Inside the truck looks to be a bit beaten down.  The thick vinyl seat cover has been polished by many a posterior slide yet is still free from tears.  The dash has some surface rust, and the radio is missing, as is one door panel.  We do see a rubber mat in the truck.  The story was that GM was working hard to make these vehicles more user-friendly when they were redesigned.  There was more sound insulation for the cab and the seat, and its back was designed to slide forward together at a slight incline.  This was to assist shorter drivers in both moving forward and up enough to see over the dash.  It was little things like this that sold a lot of trucks for GM.

Overall, this looks to be a solid truck that, with a little work, could still be up to day-to-day tasks in a small-town environment.  It is a bit rough around the edges, but this isn’t the kind of truck you want to fully restore.  Just fix and ride and repeat the cycle again and again.

If you are interested, this 1947 Chevrolet 3100 pickup is for sale on eBay in Staunton, Illinois.  The current bid on it is $7,100 with one day to go.  As of now, it has not hit the reserve price.

Auctions Ending Soon


  1. Terry M

    Coming from a blue oval dude, these awesome working man’s trucks, great style, meant to look good and definitely relible and “job rared”. Would love to have it and bring back to full glory but with a 235 cu in version engine and hopefully a 4 speed. Best of luck to both the seller and it’s new owner.

    Like 6
  2. Terrry

    The floor shifter tells me this is likely a 4-speed because 3-speeds had column shifters. This reminds me of the 1951 3800 I once had. It too was a 5-window and was geared so low forget doing more than 55. But it could pull a stump out of the ground and buddies’ cars out of ditches!

    Like 9
    • Terry

      Yup, had to look closer to see the floor shift Terry. Noth’n more “manly” n shift’n the ole 4speed with a load in the box n climb’n the hill. Thanks for making me look closer.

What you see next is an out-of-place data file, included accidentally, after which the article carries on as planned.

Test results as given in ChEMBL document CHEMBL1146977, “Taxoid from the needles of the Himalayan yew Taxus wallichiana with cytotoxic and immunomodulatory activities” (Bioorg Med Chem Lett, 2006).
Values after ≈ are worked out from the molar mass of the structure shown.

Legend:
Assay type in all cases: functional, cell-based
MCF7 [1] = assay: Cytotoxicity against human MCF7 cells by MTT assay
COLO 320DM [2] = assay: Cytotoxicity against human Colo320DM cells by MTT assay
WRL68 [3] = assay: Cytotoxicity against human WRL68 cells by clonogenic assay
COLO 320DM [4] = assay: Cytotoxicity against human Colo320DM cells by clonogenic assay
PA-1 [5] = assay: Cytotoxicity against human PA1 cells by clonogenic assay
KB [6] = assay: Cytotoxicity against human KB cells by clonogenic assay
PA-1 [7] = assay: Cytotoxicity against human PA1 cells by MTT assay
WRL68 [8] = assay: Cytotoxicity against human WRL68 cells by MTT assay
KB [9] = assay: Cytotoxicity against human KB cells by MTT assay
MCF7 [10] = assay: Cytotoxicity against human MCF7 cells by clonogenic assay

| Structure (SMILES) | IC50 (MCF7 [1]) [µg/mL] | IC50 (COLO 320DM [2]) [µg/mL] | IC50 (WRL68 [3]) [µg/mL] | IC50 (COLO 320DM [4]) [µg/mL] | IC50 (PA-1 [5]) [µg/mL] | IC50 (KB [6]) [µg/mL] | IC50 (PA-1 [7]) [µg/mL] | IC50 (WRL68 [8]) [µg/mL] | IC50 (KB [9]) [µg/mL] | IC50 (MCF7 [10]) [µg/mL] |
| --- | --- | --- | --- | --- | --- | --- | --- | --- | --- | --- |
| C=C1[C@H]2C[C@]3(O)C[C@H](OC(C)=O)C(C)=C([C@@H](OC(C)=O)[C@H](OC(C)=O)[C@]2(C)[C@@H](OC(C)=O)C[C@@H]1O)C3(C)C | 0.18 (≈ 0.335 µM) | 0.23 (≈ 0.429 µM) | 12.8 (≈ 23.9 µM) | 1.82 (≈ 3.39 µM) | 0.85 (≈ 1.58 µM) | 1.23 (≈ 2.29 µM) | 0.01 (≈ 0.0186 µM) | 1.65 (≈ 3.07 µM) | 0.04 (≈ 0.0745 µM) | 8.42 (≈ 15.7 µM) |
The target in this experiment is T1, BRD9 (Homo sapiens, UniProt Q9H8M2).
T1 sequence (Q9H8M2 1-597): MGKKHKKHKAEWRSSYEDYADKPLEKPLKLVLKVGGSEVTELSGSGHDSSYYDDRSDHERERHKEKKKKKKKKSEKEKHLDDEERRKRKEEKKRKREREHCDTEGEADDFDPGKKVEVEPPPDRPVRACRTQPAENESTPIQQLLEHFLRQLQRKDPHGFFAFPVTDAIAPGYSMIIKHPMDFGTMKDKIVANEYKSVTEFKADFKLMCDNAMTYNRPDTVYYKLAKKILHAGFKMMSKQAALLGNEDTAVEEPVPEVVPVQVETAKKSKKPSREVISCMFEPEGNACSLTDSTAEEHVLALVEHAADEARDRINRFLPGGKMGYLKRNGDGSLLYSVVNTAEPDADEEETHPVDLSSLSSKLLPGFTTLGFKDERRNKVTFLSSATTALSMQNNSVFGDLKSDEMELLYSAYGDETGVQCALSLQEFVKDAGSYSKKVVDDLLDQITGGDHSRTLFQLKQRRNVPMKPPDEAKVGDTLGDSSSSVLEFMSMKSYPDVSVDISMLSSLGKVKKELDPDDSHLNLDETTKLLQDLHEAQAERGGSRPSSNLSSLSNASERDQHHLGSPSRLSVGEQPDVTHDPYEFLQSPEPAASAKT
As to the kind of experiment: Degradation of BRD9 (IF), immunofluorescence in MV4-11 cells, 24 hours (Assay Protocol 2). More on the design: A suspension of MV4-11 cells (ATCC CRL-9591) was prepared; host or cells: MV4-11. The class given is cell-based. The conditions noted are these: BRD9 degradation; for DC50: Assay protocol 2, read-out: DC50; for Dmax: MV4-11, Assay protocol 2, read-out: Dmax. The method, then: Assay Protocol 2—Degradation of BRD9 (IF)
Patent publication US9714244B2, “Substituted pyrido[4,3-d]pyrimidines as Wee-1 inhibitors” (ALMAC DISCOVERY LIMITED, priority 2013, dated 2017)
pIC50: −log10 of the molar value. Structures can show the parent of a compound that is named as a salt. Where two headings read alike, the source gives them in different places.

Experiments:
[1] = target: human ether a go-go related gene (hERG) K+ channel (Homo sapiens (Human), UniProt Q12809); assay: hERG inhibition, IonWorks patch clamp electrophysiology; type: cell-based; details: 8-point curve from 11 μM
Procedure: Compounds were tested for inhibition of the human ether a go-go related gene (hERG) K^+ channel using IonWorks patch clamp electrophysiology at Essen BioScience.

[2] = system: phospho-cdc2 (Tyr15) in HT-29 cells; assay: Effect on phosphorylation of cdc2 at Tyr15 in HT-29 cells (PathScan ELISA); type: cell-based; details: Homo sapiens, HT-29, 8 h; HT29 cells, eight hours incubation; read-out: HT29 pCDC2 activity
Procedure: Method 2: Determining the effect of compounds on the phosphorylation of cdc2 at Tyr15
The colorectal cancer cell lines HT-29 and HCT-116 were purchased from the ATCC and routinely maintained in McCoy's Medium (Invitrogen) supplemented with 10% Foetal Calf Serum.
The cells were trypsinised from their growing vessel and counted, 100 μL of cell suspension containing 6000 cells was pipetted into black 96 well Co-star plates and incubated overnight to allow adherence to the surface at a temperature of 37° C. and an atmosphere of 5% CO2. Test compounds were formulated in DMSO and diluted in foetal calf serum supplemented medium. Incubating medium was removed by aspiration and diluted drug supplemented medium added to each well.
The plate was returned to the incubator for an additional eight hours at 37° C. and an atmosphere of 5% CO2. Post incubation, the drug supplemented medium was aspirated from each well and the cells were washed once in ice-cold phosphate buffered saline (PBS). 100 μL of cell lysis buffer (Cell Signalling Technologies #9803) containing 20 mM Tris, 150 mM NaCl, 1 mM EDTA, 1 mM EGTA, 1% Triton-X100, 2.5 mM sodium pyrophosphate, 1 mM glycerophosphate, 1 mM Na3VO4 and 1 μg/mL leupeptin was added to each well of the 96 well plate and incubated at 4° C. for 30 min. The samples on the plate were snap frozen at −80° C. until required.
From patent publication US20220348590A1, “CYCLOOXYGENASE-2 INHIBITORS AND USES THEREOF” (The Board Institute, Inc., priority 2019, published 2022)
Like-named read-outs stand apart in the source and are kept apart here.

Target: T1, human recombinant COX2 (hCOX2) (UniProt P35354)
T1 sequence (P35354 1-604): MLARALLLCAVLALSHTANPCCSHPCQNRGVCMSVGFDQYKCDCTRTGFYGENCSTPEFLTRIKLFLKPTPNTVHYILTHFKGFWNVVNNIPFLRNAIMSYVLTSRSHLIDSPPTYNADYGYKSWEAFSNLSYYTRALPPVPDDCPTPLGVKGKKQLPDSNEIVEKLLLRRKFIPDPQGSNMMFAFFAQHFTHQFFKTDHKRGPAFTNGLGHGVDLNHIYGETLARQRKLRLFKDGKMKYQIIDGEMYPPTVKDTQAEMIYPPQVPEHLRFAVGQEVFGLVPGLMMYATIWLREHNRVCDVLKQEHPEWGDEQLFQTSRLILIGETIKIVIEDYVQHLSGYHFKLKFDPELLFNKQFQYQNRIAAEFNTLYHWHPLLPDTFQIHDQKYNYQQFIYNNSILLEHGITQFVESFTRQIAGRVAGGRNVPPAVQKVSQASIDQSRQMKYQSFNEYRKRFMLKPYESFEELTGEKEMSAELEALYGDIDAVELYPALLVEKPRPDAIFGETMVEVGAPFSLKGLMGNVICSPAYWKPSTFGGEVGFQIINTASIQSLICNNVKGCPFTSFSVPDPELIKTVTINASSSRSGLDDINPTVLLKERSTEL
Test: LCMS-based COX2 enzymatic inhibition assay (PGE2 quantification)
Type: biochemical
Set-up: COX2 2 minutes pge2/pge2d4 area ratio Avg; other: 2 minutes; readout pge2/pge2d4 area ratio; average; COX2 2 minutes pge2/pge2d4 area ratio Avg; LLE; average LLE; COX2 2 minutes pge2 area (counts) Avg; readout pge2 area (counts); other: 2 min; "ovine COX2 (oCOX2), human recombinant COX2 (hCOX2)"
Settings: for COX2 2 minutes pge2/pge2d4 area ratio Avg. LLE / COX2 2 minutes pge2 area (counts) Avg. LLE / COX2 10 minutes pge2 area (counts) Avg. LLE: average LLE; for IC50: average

Like 2
      • Marty Parker

        All 47’s had floor shift, 3 or 4 speed. Column shift came the next year, 1948.

        Like 0
  3. markMember

    I had a 47 5 window that I used around my ranch. I went through it and used the truck to do the town errands or attend events in my area. Great, solid, and fun truck, didn’t drive it over 45 MPH. This could be a real deal with the 5 Window.

    Like 2
  4. Nevada1/2rack Nevada1/2rackMember

    $8,600 with 9 hrs left.
    I’m betting this will be at least a $10,000-$12,000 truck, easy.
    Really good bones, it looks like a perfect project.
    Wonder if any of the ‘79 Brazilian made truck engines are still around and worth bringing here!!!

    Like 2
  5. RexFoxMember

    Right out of college I bought a ‘50 3100 with a 216 and a 4 speed. It was a blast to drive and cruised easily on the highway, but the speed limit was 55 and peoples adhered to it more closely back then. It did drink a lot of gas though, probably the worst mpg of any vehicle I’ve owned. Given the chance to buy the right one for the right price, I’d do it again in a heartbeat.

    Like 1
  6. CarbobMember

    I had a1950 GMC. You will be in the slow lane. Fifty mph is about it. I love the style of these Advanced Design pickups. Nice truck here for the do it yourself hobbyist.

    Like 1
  7. Joe Haska

    I learned to drive on a truck just like this one, on the farm, during the harvest. I was about 12 and the truck was close to new. This was about 1955 give or take a year. This one is probably in the best condition you will find that might be affordable. Last time I looked it was near 9 K, my guess as popular as they are it may go up another 3 to 5 K.

    Like 1
  8. Matthew Dyer

    Great driver for a small town. Keep it simple.

    Like 1
  9. Stu

    Amongst the timeless automotive designs you have the Morris Minor, Volkswagen Beetle, Mini, Model A, early Mustang, Corvette and the ’47 to ’54 Chevrolet Pickups. Their look never gets old………

    Like 1